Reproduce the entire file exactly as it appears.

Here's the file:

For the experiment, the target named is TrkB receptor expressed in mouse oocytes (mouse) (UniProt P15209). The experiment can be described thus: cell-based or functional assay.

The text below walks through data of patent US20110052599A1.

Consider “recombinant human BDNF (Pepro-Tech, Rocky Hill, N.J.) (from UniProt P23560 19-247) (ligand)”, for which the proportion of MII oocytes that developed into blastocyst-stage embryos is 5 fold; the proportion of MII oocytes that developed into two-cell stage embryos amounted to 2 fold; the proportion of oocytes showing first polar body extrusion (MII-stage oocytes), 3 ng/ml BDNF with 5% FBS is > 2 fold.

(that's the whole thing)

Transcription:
For the experiment, the target named is TrkB receptor expressed in mouse oocytes (mouse) (UniProt P15209). The experiment can be described thus: cell-based or functional assay.

The text below walks through data of patent US20110052599A1.

Consider “recombinant human BDNF (Pepro-Tech, Rocky Hill, N.J.) (from UniProt P23560 19-247) (ligand)”, for which the proportion of MII oocytes that developed into blastocyst-stage embryos is 5 fold; the proportion of MII oocytes that developed into two-cell stage embryos amounted to 2 fold; the proportion of oocytes showing first polar body extrusion (MII-stage oocytes), 3 ng/ml BDNF with 5% FBS is > 2 fold.